Steven Spielberg’s West Side Story is that curious kind of remake: impressively put together, but so reverentially similar to the original it doesn’t quite warrant the effort.
Presented as a reimagining of the stage show, but really in thrall to the 1961 film by Robert Wise and Jerome Robbins, West Side Story ’21 has some spectacular dance numbers and, of course, the benefit of those incredible songs: clearly, these ingredients work. But as an update it remains peculiarly old-fashioned, and the tweaks that have been made are hit and miss, shuffling an equal number of steps forwards and backwards.
If you’re not familiar, it’s basically a musical Romeo and Juliet, set among rival gangs in ’50s New York, specifically the Upper West Side (this version emphatically sets it in the rubble of a slum clearance making way for the Lincoln Center for the Performing Arts). The white, low-prospect Jets are in a turf war with the Sharks, Puerto Rican immigrants who have made a home in New York. The Jets are headed up by Riff (Mike Faist) while Bernardo (David Alvarez) leads the Sharks. The star-crossed lovers of the piece are Tony (Ansel Elgort), a Jet looking to go straight after a stint in prison, and María (Rachel Zegler), Bernardo’s sister.
History repeats itself with Tony and María being overshadowed somewhat by Bernardo and his partner Anita (Ariana DeBose): both those actors possess such a magnetic intensity, they’re missed whenever they’re not on-screen. Zegler – who has since booked roles in Shazam! 2 and Disney’s live-action Snow White – is also quite a find. She makes for an extremely appealing María, all preternaturally huge eyes and smile. Elgort’s casting is less successful. While he handles the singing and dancing perfectly well, he doesn’t quite cut it dramatically. Tony’s tough-guy past doesn’t convince, and he also fumbles a key emotional moment.
It leads to one key problem with the film, which is that it’s hard to engage with the central couple’s plight, diminishing the impact of all the political commentary built around it. The songs do a lot of the emotional heavy-lifting, but the big screen is less forgiving of Tony and María’s extremely condensed relationship than the stage. It doesn’t help matters that the couple’s standout song from the 1961 film, 'Somewhere', is gifted to another performer here.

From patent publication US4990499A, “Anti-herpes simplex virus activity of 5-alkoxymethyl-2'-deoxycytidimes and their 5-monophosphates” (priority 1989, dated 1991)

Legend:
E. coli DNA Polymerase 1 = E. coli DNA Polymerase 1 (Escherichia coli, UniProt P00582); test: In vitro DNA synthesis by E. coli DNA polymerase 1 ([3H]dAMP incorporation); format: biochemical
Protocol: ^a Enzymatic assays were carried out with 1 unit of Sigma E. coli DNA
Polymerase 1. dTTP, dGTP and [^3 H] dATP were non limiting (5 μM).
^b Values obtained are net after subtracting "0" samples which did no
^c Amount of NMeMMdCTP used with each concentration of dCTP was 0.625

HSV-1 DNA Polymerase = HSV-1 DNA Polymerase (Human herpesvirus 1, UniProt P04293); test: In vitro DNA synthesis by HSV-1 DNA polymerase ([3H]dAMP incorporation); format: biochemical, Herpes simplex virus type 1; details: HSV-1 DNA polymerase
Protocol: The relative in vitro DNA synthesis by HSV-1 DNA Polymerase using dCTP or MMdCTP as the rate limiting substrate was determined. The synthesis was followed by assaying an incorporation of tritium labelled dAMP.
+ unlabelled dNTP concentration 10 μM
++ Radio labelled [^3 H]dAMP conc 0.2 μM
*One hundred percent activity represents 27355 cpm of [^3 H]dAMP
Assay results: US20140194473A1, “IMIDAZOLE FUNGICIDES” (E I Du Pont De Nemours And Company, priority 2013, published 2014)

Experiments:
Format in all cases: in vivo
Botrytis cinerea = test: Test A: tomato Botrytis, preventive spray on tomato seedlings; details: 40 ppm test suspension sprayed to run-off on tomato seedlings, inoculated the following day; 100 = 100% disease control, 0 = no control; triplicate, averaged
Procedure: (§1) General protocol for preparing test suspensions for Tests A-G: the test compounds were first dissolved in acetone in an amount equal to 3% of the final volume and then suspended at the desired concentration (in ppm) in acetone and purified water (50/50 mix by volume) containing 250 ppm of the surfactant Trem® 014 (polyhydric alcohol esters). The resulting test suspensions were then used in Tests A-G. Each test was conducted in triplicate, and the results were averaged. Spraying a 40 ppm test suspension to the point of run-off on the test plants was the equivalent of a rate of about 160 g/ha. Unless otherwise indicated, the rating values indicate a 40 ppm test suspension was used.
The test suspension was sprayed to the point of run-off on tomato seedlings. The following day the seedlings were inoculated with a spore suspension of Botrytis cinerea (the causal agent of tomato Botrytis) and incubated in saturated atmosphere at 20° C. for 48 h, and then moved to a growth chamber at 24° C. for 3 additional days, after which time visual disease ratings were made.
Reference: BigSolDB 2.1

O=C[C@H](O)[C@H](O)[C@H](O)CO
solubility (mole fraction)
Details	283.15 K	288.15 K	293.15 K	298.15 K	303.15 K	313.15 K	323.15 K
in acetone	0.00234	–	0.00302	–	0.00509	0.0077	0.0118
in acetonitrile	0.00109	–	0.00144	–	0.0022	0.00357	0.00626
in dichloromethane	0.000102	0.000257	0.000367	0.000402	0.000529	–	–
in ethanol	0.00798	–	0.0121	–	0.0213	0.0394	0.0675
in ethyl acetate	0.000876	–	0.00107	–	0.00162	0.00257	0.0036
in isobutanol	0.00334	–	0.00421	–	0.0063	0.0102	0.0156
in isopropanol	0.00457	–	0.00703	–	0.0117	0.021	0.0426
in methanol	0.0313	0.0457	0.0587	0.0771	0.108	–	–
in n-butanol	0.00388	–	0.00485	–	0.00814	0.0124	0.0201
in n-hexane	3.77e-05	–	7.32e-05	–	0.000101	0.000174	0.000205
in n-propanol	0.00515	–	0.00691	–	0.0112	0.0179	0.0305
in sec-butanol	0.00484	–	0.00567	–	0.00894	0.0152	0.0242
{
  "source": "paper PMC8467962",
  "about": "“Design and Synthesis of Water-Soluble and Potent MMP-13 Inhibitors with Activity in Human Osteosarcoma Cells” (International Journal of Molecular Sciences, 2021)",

One homage to the original that does pay off is the recasting of Rita Moreno (previously Anita), as this film’s Doc equivalent: Tony’s employer and substitute parental figure. Once again, she’s a standout, even though she’s playing in a different register. Don’t be surprised if she picks up the Best Supporting Actress Oscar (again).
A key update is more authentic Latinx casting. In terms of the supporting cast, Spielberg and casting lead Cindy Tolan have done a great job of finding faces that feel authentically of the ’50s setting. The big underlying themes – of race, gender, gentrification – are brought to the fore and underlined in Tony Kushner's script, with mixed results. While some will no doubt admire its forthright approach, equally the hand-holding can feel intrusive.
With one of the great songbooks to play with, hung on the architecture of a Shakespeare great, in many ways, West Side Story can’t go too far wrong. Given his recent passing, there’s no better time to celebrate the lyrics of Stephen Sondheim (paired here with the music of Leonard Bernstein), which range from cleverly playful to pure poetry. If you’re able to leave the cinema without bursting into song, well done.
Among the set-piece highlights are the mixer where the two communities are forced to mingle, and the performance of 'America' that engulfs the streets. But for all its technical virtuosity and clear glee in restaging classic numbers, West Side Story ’21 never entirely justifies its existence. The real love story here isn’t Tony and María, it’s Spielberg and the material.
By modernising elements without drastically shaking up the whole, it draws attention to some of the film’s conspicuously old-fashioned elements. Sixty years of history allows the original film some slack for some of its shortcomings, like the aforementioned inauthentic casting. But time is also forgiving of the sanitised take on gang culture and simplistic character motivations. Those elements just don’t ring as true in 2021. For all the finger-snapping, this West Side Story doesn’t quite click.
West Side Story is in cinemas from December 10. For more, check out the most exciting upcoming movies heading our way over the next few months.